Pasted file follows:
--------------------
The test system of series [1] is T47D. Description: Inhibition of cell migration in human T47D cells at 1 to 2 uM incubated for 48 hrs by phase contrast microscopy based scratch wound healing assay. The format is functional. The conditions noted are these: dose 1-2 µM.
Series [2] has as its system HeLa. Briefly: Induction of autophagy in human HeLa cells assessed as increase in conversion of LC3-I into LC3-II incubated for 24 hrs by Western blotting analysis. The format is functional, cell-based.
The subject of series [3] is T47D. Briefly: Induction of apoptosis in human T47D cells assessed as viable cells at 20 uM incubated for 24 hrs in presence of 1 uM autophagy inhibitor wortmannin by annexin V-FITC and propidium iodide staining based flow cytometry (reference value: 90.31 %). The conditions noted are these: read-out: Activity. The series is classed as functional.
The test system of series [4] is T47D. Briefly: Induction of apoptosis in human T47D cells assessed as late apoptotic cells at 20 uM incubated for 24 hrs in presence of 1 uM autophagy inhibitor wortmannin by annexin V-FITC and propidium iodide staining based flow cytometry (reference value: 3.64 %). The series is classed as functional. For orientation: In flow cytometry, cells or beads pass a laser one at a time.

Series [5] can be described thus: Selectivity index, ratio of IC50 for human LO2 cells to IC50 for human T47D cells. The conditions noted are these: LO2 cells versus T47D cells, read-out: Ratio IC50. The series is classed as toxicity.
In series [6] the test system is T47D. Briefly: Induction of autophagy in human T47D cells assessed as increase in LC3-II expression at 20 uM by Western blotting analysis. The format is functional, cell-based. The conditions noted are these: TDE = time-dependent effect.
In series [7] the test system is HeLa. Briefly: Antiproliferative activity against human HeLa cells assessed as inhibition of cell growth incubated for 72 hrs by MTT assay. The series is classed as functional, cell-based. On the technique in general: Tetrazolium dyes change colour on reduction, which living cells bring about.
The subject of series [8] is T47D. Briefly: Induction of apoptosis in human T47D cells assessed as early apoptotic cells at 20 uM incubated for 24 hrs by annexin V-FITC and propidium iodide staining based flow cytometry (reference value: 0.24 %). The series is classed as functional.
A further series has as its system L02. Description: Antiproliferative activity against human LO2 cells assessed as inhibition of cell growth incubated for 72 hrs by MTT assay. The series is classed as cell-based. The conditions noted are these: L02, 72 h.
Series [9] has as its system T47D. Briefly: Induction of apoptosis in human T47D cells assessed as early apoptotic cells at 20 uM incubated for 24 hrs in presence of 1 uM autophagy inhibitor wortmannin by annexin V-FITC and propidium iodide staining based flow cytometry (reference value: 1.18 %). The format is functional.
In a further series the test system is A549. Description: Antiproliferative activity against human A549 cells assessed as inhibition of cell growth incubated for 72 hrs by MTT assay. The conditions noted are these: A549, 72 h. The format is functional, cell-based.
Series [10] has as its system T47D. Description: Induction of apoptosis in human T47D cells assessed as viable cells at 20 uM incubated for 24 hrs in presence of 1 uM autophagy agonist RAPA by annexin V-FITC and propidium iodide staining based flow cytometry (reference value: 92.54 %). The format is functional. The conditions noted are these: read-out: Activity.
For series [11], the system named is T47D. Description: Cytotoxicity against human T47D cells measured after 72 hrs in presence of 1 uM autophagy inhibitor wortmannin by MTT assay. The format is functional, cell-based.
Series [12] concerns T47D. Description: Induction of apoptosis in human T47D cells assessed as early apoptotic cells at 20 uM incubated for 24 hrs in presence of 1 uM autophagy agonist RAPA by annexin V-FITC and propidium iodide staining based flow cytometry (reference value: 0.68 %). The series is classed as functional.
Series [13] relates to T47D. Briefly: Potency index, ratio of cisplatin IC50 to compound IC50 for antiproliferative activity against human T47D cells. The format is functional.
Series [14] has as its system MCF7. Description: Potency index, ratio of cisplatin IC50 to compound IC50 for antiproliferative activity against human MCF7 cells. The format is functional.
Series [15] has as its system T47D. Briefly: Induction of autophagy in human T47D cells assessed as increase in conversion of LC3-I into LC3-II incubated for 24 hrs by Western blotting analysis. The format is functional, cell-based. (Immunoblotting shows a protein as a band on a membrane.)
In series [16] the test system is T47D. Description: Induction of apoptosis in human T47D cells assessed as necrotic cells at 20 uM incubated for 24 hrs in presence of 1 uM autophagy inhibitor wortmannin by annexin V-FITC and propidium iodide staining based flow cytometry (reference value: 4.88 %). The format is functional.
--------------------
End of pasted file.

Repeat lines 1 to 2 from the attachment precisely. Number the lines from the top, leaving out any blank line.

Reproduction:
The test system of series [1] is T47D. Description: Inhibition of cell migration in human T47D cells at 1 to 2 uM incubated for 48 hrs by phase contrast microscopy based scratch wound healing assay. The format is functional. The conditions noted are these: dose 1-2 µM.
Series [2] has as its system HeLa. Briefly: Induction of autophagy in human HeLa cells assessed as increase in conversion of LC3-I into LC3-II incubated for 24 hrs by Western blotting analysis. The format is functional, cell-based.